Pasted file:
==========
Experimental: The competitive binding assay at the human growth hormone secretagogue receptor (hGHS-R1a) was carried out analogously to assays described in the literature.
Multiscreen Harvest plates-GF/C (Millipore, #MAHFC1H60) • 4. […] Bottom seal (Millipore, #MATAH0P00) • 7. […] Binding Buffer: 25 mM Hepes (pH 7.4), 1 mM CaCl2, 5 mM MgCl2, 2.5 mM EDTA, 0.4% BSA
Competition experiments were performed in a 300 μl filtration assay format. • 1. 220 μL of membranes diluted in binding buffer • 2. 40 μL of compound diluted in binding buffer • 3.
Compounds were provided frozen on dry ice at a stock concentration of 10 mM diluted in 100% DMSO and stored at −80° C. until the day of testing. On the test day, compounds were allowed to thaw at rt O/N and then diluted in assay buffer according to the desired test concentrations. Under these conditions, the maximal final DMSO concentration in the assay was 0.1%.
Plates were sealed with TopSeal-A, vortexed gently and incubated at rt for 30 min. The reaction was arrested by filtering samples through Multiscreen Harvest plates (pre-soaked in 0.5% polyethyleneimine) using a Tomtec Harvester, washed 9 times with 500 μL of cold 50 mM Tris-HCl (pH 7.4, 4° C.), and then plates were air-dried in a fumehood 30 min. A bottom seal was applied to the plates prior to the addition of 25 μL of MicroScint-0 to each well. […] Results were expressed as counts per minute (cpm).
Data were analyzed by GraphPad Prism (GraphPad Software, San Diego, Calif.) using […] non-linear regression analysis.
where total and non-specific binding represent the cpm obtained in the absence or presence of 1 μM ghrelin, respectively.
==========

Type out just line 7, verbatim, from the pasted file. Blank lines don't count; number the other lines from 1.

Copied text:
where total and non-specific binding represent the cpm obtained in the absence or presence of 1 μM ghrelin, respectively.